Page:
We don’t get a lot of fat-tyre bikes in South Africa and that’s a strange thing indeed.
Consider that there are tens of thousands of kilometres of gravel roads here, not to mention the grim miles of potholed, bomb-scarred, rotten tar. Perfect territory, one would think, for a bike with bombproof tyres and an easy riding suspension …Take Yamaha’s TW200 which has earned a small cult following, especially among farmers and certain hardy, minimalist long-distance touring types. As a Yamaha salesman once told me, “We don’t need to market the TW – it just flies out of the showrooms”.
Back in the 70’s, though, Suzuki had a minor hit here with the RV90, the 90cc, two-stroke “beach bike” which had doughnut tyres, high handlebars and a wide padded seat. On tar, the RV90 handled like a drunk, but on sand or gravel, it was a champ and farmers loved ’em.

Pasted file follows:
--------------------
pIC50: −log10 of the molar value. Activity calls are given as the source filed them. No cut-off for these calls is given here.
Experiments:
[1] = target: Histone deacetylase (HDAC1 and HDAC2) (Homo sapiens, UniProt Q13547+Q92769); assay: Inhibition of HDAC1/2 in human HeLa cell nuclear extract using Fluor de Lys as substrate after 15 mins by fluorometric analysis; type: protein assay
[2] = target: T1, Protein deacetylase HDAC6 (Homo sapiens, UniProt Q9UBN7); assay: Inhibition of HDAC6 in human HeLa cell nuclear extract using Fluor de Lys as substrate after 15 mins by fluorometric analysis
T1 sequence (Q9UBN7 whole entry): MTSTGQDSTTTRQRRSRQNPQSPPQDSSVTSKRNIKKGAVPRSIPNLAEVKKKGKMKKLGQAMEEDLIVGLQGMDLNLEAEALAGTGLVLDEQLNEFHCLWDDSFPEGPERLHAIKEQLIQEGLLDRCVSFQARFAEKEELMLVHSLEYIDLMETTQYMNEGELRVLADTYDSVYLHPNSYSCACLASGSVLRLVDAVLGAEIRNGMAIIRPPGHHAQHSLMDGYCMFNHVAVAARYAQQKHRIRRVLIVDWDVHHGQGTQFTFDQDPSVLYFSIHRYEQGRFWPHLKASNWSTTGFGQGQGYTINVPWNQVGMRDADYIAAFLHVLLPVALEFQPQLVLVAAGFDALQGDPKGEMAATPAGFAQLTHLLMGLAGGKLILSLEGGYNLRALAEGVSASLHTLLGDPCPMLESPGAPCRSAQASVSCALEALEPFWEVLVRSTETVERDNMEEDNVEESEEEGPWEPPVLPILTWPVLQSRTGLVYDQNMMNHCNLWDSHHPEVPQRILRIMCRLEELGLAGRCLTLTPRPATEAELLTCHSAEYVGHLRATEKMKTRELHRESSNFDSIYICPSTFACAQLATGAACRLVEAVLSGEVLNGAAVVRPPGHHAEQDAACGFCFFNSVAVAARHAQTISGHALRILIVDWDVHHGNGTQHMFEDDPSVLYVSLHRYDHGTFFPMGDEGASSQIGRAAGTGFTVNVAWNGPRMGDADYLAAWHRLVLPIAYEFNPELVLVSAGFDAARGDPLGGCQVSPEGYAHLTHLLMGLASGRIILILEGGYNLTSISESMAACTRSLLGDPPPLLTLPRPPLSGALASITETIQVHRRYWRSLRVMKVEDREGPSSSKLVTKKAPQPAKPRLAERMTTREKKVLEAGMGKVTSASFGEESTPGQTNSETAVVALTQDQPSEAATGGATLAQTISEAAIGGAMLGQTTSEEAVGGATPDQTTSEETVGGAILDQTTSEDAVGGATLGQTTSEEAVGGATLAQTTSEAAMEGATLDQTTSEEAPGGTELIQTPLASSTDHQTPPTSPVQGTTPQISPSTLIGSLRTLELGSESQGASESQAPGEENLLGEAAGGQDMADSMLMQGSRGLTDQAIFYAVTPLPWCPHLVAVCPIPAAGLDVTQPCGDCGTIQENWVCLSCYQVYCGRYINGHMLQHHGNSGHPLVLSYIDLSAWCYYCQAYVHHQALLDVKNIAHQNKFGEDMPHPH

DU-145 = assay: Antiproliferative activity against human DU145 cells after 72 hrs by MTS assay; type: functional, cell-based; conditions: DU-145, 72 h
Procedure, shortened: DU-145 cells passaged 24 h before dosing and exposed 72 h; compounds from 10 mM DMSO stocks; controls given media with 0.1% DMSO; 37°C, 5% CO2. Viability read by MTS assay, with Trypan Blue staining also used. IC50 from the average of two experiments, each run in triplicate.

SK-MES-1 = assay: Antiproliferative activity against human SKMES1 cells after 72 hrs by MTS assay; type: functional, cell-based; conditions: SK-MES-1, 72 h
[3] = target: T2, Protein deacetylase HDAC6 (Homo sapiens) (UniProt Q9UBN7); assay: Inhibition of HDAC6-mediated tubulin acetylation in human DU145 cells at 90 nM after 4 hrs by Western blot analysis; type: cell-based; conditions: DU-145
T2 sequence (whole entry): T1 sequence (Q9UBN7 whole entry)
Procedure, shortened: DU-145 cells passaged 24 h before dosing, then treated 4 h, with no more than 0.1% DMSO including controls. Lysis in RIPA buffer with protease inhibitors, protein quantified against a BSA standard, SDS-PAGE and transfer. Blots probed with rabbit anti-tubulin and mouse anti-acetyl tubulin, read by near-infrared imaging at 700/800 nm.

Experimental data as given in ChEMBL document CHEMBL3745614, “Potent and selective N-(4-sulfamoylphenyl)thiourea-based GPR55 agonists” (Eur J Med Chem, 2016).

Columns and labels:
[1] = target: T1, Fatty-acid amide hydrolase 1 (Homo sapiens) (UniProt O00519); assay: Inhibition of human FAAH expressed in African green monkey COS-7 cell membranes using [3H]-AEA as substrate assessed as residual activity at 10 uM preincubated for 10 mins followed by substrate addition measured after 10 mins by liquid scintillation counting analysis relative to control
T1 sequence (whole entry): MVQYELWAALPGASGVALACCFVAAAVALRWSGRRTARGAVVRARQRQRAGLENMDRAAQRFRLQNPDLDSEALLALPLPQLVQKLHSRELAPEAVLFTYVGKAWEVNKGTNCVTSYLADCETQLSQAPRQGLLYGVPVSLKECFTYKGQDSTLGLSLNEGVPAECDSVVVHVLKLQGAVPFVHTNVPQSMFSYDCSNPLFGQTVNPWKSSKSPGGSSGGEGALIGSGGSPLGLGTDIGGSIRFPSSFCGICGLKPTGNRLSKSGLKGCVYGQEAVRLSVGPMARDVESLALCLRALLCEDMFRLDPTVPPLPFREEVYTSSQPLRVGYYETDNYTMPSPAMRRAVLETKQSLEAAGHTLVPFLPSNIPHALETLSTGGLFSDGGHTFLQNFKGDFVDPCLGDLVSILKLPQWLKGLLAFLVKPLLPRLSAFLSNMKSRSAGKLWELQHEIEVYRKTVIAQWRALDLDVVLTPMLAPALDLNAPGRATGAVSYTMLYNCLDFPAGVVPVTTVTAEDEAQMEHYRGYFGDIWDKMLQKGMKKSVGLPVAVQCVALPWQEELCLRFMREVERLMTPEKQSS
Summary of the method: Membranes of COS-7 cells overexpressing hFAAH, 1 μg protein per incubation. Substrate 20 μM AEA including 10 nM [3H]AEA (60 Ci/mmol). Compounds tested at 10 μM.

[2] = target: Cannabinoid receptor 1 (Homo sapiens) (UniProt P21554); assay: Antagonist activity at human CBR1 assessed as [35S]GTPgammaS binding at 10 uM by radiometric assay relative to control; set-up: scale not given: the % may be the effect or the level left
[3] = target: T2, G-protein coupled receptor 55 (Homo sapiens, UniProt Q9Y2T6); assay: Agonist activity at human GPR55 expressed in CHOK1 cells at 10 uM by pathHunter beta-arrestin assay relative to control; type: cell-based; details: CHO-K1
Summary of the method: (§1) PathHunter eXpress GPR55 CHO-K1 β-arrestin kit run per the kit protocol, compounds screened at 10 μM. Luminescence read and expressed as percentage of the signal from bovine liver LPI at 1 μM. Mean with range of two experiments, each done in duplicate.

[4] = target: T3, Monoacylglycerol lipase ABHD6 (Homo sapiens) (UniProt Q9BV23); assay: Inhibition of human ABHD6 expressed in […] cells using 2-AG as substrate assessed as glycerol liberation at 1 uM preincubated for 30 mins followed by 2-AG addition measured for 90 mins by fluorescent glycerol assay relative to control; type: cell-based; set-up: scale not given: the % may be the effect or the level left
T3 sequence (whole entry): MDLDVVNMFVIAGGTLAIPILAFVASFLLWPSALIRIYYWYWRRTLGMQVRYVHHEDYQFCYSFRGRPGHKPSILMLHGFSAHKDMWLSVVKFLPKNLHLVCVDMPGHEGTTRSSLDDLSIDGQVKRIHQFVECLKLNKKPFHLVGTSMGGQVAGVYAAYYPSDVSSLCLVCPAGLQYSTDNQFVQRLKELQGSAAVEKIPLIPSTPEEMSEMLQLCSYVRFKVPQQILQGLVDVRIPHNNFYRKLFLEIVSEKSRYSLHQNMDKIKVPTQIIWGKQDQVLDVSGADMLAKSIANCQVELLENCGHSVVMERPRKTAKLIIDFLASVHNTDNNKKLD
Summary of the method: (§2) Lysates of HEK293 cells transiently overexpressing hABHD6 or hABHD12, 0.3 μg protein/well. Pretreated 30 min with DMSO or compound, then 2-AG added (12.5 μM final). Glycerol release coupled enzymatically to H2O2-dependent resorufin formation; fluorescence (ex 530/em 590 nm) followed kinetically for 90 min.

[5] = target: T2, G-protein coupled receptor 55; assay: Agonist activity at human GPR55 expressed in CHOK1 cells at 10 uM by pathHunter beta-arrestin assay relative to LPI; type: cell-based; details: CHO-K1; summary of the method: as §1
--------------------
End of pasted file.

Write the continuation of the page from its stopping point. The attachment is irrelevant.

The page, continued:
I thought the RV had gone the way of most things, so I was mighty surprised while walking down a damp, dark London street in 2005 to see something that looked like an echo of the past gleaming softly in the glow of a street lamp. That was the first time I clocked the VanVan which by then was already a cult bike in Europe and Japan.
Why it took Suzuki another decade to bring it to these sunny shores is not important. The VanVan is here now and people love it. Or at least some people do. You can read my Sunday Times review of it here.